Part Two of a Three Part Tutorial Series by Rob Worthing
In Part One of our three-part series on advanced casting for fixed line fly fishing, we learned about four-dimensional casting. Four-dimensional casting taught us to dissect complex casting strokes into four basic elements, or dimensions. – the vertical, the horizontal, the rotational, and time.
In Part Two, we learn the concept of The Casting Progression Table. This is the part where we begin combining dimensions to construct casting strokes, building the casting skills that will make us advanced fixed line fly casters. The Casting Progression Table is the tool we use to get it done.
But before you dive deeper, remember that each part in this series builds on the part that came before it. If you caught Part One, we hope you’ve been practicing. Now that you feel adept at thinking about casting in four dimensions, you are ready to move on. If you missed Part One, or didn’t get a chance to practice, we highly recommend reviewing it prior to moving on with this article. Part One laid the foundation on which we’ll build advanced casting skills. We’re looking to build a lifetime of casting skills, so laying a strong foundation is critical.
Part Two: The Casting Progression Table
Progression tables are used in a multitude of sports, martial arts, music, and more. A progression table organizes skills into levels of difficulty. Each skill relies on the lessons learned during mastery of the skill before it, and lays the foundation for learning the skills that follow. From the weekend warrior to the elite competitor, progression tables have a proven track record of building skill in all these disciplines. Fly fishing is no different.
About This Tool
Our Casting Progression Table organizes casting strokes according to both dimension and difficulty, leading the fixed line fly angler through the process of building an advanced casting skill set. The table is not an all-inclusive list of advanced casts. Rather, it includes certain casts that emphasize particular skill sets. By practicing each cast, you build the strength, fine motor skills, and muscle memory needed to tackle more difficult strokes. Once mastered, these skill sets can then be combined in any number of ways to meet ever-changing demands on the water.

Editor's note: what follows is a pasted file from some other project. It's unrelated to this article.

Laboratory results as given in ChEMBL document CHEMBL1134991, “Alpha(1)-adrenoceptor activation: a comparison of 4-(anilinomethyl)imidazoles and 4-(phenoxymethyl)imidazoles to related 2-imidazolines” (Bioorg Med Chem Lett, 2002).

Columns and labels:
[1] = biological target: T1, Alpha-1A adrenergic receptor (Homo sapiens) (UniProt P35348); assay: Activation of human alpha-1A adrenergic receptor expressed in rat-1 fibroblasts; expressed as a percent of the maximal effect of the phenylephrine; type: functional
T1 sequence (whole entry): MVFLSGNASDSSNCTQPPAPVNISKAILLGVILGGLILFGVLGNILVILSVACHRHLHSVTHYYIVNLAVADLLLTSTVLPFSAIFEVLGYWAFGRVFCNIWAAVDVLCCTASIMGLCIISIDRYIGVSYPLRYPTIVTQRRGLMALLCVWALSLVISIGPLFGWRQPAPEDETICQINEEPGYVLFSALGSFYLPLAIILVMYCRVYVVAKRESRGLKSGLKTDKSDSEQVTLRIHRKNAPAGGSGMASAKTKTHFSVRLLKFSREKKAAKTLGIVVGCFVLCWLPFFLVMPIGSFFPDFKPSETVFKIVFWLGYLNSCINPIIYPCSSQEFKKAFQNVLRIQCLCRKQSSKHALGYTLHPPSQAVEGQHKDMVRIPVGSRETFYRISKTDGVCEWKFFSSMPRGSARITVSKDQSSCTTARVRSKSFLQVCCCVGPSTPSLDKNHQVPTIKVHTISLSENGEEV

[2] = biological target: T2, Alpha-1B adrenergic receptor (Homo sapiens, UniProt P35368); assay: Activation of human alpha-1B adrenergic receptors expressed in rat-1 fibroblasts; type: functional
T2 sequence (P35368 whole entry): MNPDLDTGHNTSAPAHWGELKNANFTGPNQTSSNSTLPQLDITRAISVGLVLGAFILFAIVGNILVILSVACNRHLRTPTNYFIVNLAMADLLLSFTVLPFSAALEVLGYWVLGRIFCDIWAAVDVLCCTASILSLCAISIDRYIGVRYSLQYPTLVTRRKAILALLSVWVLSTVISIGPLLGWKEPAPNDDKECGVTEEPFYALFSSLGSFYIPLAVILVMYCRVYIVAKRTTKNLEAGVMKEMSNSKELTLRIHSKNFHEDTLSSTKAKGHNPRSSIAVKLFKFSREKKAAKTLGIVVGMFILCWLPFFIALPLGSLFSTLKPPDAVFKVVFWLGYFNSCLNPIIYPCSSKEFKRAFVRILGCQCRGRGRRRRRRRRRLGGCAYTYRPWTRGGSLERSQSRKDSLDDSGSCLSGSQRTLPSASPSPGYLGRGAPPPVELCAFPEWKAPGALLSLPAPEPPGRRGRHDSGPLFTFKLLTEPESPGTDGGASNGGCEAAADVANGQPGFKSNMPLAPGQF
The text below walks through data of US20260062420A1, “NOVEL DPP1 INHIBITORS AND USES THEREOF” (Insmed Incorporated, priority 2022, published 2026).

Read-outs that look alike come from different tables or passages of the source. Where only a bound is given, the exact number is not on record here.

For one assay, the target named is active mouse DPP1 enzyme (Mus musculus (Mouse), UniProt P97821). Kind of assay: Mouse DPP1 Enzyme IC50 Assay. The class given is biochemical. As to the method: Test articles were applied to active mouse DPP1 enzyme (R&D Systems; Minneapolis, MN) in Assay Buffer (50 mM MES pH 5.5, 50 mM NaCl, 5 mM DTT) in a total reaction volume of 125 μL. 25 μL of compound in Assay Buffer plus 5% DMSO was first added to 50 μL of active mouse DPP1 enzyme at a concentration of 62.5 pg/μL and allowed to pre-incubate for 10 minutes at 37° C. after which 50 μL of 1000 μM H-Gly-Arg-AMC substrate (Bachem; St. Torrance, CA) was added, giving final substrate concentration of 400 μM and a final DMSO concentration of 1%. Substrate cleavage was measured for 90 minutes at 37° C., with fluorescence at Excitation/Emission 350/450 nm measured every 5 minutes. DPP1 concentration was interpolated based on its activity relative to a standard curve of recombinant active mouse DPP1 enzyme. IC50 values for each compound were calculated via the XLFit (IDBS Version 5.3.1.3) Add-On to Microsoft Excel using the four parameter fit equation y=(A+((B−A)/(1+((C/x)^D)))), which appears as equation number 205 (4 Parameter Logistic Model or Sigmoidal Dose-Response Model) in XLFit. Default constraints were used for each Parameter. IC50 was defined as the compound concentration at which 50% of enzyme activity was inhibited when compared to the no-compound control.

Included with the Casting Progression Table is a detailed explanation of each casting skill. Each explanation provides a description of the cast, examples of when the skill might prove useful on the water, and a measure that tells the angler when they have mastered the skill. Though it is certainly possible to use a “thumbs up” grip, a “finger on top” grip is presumed when explaining casts. Pictures illustrating key movements of the casting strokes are included.
Initially, all skills should be practiced using a standardized rig. Consider beginning with a total line length that is around 1.5 times the length of the rod. To reduce physical stress, you want a rod that is light and well balanced, not tip heavy. You also want a rod that is a little softer in the tip, not too stiff. A rod with a softer tip will be easier to load. The same rod and line should be used throughout. Worry about messing around with different rigs later.